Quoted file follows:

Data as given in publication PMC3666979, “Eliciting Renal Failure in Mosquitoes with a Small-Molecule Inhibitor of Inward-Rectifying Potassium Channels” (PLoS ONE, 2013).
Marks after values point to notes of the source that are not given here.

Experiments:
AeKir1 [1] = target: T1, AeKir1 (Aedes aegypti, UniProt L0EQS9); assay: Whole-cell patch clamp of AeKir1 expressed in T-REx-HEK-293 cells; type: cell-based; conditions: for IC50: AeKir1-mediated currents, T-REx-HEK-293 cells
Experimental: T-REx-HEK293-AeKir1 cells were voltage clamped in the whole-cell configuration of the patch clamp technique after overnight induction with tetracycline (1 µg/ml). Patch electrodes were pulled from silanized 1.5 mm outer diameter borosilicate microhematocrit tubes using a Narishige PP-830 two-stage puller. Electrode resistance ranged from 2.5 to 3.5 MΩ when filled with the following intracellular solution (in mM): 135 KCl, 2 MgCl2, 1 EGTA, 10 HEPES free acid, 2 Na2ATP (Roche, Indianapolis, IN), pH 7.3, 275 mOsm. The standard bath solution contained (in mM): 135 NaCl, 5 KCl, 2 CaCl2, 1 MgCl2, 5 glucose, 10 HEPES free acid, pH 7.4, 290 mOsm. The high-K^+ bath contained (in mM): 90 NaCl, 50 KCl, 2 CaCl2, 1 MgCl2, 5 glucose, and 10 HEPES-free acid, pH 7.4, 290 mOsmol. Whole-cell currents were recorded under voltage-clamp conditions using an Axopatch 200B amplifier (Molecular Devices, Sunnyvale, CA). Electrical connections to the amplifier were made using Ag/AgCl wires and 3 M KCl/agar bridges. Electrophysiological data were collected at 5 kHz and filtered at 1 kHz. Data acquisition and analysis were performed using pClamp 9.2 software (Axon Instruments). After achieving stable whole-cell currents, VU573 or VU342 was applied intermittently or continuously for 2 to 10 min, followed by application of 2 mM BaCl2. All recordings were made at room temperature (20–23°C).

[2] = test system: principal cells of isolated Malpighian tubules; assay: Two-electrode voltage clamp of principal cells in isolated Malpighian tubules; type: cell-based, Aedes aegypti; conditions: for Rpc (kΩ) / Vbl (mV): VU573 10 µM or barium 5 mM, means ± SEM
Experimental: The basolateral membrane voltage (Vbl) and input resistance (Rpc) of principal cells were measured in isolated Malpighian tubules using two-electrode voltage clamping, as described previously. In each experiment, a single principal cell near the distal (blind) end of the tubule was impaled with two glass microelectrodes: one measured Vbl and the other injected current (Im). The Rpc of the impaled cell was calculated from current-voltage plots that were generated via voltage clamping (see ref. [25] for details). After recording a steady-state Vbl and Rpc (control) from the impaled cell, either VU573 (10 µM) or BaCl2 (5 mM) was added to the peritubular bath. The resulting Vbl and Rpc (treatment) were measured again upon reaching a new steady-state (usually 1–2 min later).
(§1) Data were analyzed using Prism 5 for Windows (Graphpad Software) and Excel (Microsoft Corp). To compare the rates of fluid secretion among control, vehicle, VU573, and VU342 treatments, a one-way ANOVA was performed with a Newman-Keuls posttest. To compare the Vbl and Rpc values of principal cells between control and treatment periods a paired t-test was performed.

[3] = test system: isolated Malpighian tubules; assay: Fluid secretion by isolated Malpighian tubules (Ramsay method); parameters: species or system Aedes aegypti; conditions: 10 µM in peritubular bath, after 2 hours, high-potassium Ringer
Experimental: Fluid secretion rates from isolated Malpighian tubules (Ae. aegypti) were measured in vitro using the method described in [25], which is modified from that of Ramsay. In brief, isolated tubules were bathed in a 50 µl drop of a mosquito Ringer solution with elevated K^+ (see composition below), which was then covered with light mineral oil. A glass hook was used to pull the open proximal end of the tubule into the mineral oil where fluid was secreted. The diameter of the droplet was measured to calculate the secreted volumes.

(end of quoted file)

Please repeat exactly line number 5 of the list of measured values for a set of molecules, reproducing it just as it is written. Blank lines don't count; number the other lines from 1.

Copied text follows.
Experimental: T-REx-HEK293-AeKir1 cells were voltage clamped in the whole-cell configuration of the patch clamp technique after overnight induction with tetracycline (1 µg/ml). Patch electrodes were pulled from silanized 1.5 mm outer diameter borosilicate microhematocrit tubes using a Narishige PP-830 two-stage puller. Electrode resistance ranged from 2.5 to 3.5 MΩ when filled with the following intracellular solution (in mM): 135 KCl, 2 MgCl2, 1 EGTA, 10 HEPES free acid, 2 Na2ATP (Roche, Indianapolis, IN), pH 7.3, 275 mOsm. The standard bath solution contained (in mM): 135 NaCl, 5 KCl, 2 CaCl2, 1 MgCl2, 5 glucose, 10 HEPES free acid, pH 7.4, 290 mOsm. The high-K^+ bath contained (in mM): 90 NaCl, 50 KCl, 2 CaCl2, 1 MgCl2, 5 glucose, and 10 HEPES-free acid, pH 7.4, 290 mOsmol. Whole-cell currents were recorded under voltage-clamp conditions using an Axopatch 200B amplifier (Molecular Devices, Sunnyvale, CA). Electrical connections to the amplifier were made using Ag/AgCl wires and 3 M KCl/agar bridges. Electrophysiological data were collected at 5 kHz and filtered at 1 kHz. Data acquisition and analysis were performed using pClamp 9.2 software (Axon Instruments). After achieving stable whole-cell currents, VU573 or VU342 was applied intermittently or continuously for 2 to 10 min, followed by application of 2 mM BaCl2. All recordings were made at room temperature (20–23°C).